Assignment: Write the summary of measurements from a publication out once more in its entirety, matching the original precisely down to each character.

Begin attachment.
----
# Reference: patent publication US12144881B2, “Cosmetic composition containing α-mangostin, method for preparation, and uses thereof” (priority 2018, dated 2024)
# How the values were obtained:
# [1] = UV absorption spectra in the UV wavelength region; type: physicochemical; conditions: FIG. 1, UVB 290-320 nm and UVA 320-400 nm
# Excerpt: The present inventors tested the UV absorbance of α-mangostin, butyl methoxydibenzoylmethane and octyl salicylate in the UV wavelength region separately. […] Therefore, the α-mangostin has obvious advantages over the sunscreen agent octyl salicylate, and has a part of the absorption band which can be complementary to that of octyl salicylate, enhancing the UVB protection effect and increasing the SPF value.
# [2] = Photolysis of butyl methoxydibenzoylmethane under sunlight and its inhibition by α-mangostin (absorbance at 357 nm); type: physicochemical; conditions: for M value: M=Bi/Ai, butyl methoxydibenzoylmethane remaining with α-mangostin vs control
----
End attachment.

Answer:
# Reference: patent publication US12144881B2, “Cosmetic composition containing α-mangostin, method for preparation, and uses thereof” (priority 2018, dated 2024)
# How the values were obtained:
# [1] = UV absorption spectra in the UV wavelength region; type: physicochemical; conditions: FIG. 1, UVB 290-320 nm and UVA 320-400 nm
# Excerpt: The present inventors tested the UV absorbance of α-mangostin, butyl methoxydibenzoylmethane and octyl salicylate in the UV wavelength region separately. […] Therefore, the α-mangostin has obvious advantages over the sunscreen agent octyl salicylate, and has a part of the absorption band which can be complementary to that of octyl salicylate, enhancing the UVB protection effect and increasing the SPF value.
# [2] = Photolysis of butyl methoxydibenzoylmethane under sunlight and its inhibition by α-mangostin (absorbance at 357 nm); type: physicochemical; conditions: for M value: M=Bi/Ai, butyl methoxydibenzoylmethane remaining with α-mangostin vs control